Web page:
Luis Felipe Noé

Luis Felipe Noé (born May 26, 1933) is an Argentine artist, writer, intellectual and teacher. He is known in is home country as Yuyo. In 1961 he formed Otra Figuración with three other Argentine artists. Their eponymous exhibition and subsequent work greatly influenced the Neofiguration movement. After the group disbanded, Noé relocated to New York City where he painted and showed assemblages that stretched the boundaries of the canvas.

In 1965 he published his groundbreaking theoretical work, Antiestética. He then took a ten-year hiatus from painting and upon return to Buenos Aires opened a bar, taught, wrote and created installations with mirrors. A military coup coincided with his painting comeback, and in 1976 Noé migrated to Paris where he continued to experiment, both with canvas re-texturing and the drawing process. His later paintings move away from the figure and focus on elements of landscape.

Informalism was the predominant movement in Argentina at the time, and Noé’s influences were the painters Sarah Grilo and José Antonio Fernández-Muro. Other acknowledged Argentine influences on both Noé and his fellow-artists who later comprised Otra Figuración, were the politically oriented neo-figurist Antonio Berni and the Boa group. The Europeans collectively known as Cobra, as well as Antonio Saura, Francis Bacon, Willem de Kooning and Jean Dubuffet may also have inspired the artists of Otra Figuración and are often referred to as comparable contemporaries in certain respects (de Kooning’s brushwork for instance), although they obviously differ in others.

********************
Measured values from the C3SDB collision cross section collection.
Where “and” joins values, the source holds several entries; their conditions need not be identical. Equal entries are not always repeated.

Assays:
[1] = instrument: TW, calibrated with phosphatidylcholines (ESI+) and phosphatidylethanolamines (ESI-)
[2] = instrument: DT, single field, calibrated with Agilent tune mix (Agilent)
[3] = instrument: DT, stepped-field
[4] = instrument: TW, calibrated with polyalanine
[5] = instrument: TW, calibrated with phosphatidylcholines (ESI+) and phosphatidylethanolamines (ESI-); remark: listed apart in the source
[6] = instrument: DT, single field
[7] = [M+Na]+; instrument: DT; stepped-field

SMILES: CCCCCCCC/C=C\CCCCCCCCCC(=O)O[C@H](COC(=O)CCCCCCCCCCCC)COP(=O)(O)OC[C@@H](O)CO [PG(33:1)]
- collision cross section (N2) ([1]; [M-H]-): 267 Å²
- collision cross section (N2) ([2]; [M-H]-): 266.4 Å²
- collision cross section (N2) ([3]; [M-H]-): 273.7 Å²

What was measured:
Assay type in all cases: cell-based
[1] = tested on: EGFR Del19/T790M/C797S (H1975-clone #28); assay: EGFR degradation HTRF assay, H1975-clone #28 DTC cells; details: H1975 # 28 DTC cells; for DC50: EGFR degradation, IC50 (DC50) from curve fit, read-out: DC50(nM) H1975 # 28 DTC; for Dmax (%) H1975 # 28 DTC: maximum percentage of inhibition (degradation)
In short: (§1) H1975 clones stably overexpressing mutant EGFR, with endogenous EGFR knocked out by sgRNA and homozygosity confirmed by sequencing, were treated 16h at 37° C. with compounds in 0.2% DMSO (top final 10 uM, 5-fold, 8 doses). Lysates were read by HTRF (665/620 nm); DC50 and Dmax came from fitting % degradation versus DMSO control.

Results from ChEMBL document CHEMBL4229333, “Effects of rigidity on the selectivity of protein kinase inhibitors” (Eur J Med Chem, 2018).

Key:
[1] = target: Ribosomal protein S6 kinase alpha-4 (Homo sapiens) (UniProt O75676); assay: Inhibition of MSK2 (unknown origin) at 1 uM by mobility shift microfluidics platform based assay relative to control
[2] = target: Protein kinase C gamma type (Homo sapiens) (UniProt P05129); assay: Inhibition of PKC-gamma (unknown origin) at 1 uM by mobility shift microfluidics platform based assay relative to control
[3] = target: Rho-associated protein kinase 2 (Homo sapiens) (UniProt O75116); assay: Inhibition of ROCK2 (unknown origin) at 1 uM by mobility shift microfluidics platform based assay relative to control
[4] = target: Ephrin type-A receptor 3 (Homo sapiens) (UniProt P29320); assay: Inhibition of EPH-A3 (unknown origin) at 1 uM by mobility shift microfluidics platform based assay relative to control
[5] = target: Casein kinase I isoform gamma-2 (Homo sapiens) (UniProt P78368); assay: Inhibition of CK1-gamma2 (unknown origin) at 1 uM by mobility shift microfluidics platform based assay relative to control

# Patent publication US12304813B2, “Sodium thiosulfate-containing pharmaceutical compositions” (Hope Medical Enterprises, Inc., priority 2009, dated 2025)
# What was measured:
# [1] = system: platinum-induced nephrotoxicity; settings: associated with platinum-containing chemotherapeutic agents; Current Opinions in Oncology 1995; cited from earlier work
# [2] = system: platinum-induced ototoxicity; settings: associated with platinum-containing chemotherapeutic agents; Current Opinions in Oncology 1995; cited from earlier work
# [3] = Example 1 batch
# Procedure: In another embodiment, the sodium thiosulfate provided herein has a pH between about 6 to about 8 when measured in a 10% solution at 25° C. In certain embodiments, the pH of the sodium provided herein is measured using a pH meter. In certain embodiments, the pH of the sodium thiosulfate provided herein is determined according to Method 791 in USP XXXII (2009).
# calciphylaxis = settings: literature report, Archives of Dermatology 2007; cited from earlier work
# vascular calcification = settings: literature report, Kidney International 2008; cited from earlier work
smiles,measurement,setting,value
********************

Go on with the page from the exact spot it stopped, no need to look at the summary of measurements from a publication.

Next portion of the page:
Stylistic hallmarks of Otra Figuración’s version of Neofiguration are strong, vivid colors and spontaneous, slashing brushwork; fusion of fragmented and distorted figures with each other and animals; political content; extreme sense of kinesis and the appearance of anarchy on canvas. Structurally, the group made use of collage, mixed media, oversized canvases, and assemblages that gave many of the works a sculptural quality. Overall, the artwork managed to merge form, content, process and philosophy.

The philosophical platform of the group and its art are best expressed by Noé, “I believe in chaos as a value.” He doesn’t demonize chaos but acknowledges and accepts the reality of its inescapable existence. The group’s art reflects the political instability and uncertainty of life in Buenos Aires and also, in a larger sense, an awareness of the precarious situation of all human beings living in the incoherent modern world. Noé proposed that in such a world, chaos itself must become an organizing principle. Noé embraces both political and human chaos in his work, fearlessly entering the eye of the storm.

1951-1958 He entered the Faculty of Law of the University of Buenos Aires (UBA) and the painting workshop of the teacher Horacio Butler, where he trained for a year and a half. In 1955, he left the faculty and began to work in the newspaper El Mundo, where, the following year, exerted the critic of art. Until 1961, he also worked in the political section of the newspapers El Nacional, La Razón and La Prensa.